Canadian bishops getting to bottom of Development and Peace allegations

  • April 16, 2009
{mosimage}Canadian bishops are winging it to Mexico to speak with Mexican bishops and local non-governmental organizations, trying to get to the bottom of accusations the Canadian Catholic Organization for Development and Peace has funded groups lobbying the Mexican government for legal abortion.

Bishop Martin Currie of St. John’s, Nfld., and Bishop Francois Lapierre of Sainte-Hyacinth, Que., were scheduled to fly to Mexico on April 16 accompanied by staff from Development and Peace, CCCB general secretary Msgr. Mario Paquette and the outside eyes of Msgr. Carlos Quintana from the United States Conference of Catholic Bishops’ secretariat for the church in Latin America. They planned to meet with representatives of five human rights organizations that alleges are promoting legalized abortion in Mexico.

“A lot of confusion has been sown in the minds of Canadian Catholics,” said CCCB president Archbishop James Weisgerber in a release. “It is now important to provide answers that respond to the important questions that have been raised.”

Currie and Lapierre will report first to the CCCB executive committee and then the bishops’ permanent council in June. There will be no public report until after the June meeting of the permanent council, said CCCB spokesman Gerald Baril. Whether the full report will be made public will be up to the bishops on the permanent council.

“If they need to take action they will, definitely,” said Baril. “It all depends on what they find out in Mexico.”

Baril said waiting for the annual permanent council meeting in June shouldn’t affect finances for Development and Peace because it often waits until October to receive funds raised during Lent. The annual Share Lent campaign raises about one-third of Development and Peace’s budget.

The archdiocese of Toronto and some others have said they won’t forward ShareLife and Share Lent collections to Development and Peace until they have answers about whether the money is funding pro-abortion activities.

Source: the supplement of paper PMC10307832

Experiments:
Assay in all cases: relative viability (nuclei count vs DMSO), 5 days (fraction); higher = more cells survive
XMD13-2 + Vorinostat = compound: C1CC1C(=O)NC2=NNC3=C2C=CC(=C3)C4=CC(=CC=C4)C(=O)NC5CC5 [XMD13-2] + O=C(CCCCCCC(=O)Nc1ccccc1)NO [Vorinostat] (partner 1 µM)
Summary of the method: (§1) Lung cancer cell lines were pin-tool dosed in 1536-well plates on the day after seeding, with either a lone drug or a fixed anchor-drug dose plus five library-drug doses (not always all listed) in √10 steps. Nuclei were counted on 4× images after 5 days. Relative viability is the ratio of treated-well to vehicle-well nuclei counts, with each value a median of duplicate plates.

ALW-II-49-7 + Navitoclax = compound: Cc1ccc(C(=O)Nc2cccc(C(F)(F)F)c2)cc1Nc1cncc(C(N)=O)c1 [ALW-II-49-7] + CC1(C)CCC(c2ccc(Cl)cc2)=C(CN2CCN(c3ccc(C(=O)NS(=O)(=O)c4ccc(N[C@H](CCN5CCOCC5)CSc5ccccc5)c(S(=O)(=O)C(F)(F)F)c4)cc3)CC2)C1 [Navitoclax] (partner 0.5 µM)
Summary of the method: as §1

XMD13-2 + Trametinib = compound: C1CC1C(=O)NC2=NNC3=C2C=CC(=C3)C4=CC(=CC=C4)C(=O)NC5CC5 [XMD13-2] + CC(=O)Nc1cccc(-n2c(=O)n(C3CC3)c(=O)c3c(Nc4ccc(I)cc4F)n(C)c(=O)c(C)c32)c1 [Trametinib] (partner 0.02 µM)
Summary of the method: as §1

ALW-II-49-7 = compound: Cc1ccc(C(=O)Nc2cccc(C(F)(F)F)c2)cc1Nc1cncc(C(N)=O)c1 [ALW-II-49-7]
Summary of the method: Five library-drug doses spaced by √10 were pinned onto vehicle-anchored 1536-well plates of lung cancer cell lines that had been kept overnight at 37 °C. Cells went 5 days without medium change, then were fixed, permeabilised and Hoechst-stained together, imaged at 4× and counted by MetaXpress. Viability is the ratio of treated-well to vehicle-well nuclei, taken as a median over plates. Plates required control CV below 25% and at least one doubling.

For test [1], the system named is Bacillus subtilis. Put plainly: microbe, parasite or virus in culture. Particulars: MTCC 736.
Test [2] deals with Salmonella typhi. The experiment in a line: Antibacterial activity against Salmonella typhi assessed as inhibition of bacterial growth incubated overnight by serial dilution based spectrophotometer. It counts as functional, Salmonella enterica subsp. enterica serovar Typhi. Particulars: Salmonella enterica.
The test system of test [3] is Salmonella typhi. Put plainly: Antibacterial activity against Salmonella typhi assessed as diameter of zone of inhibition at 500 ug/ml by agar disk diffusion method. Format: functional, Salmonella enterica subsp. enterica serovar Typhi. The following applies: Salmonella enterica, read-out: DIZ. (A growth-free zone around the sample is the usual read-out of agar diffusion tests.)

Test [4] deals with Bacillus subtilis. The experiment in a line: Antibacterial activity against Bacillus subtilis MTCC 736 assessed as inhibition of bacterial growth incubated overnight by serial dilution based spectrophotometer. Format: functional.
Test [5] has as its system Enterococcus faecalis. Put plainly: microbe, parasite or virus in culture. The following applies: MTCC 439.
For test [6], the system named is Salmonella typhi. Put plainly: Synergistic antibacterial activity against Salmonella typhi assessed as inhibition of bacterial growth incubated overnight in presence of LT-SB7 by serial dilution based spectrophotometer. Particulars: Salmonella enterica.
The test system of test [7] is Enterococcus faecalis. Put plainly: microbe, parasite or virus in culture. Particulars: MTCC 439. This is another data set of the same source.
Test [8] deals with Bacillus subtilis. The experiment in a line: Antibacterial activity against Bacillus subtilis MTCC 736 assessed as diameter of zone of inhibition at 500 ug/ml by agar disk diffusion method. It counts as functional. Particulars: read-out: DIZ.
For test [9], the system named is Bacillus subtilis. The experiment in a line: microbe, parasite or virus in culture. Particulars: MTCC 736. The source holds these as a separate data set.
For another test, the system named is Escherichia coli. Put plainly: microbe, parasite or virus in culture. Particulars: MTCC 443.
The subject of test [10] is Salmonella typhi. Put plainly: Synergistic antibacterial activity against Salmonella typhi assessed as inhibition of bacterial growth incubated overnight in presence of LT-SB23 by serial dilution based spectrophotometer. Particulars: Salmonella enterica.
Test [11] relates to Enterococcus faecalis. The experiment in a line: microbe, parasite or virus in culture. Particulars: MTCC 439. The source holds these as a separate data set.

Since initial reports on the Mexican partners, has made further allegations about groups funded by Development and Peace in Brazil, Bolivia, East Timor, Haiti, Nigeria, Benin, Togo and Guinea. For now the bishops will only deal with the situation in Mexico, Baril said.

CIDSE , the international association for Catholic development agencies, said it  could not comment on policies for Catholic development agencies that partner with non-church groups to improve health care, advocate for human rights or organize communities.

“There are also good reasons to co-operate with non-church NGO’s, but please understand that this issue is first of all for one of our member organizations which all have very different mandates and concepts,” CIDSE general secretary Bernd Nilles wrote in an e-mail from Brussels.

Development and Peace’s U.S. counterpart, Catholic Relief Services , isn’t buying the story that Development and Peace has been careless about church teaching on abortion.

“They’re good people,” said Mike Weist, CRS executive vice president for charitable giving and awareness. “I know (Development and Peace executive director) Michael Casey personally. He is a good man. I just can’t believe that he would as a matter of policy or as a matter of direction be putting the church in Canada or Development and Peace in harm’s way in this regard by being involved in these activities.”

Last year CRS was caught in a similar situation involving a program it sponsored in Zambia. CRS financed printing and distribution of a magazine that promoted abstinence, but also spoke about the benefits of condoms. Even though the bishops’ conference in Zambia had thought the project worthy of support, CRS faced accusations it was promoting condoms with donor money.

CRS found itself the victim of irresponsible bloggers spreading a very partial picture of its activities, Weist said.

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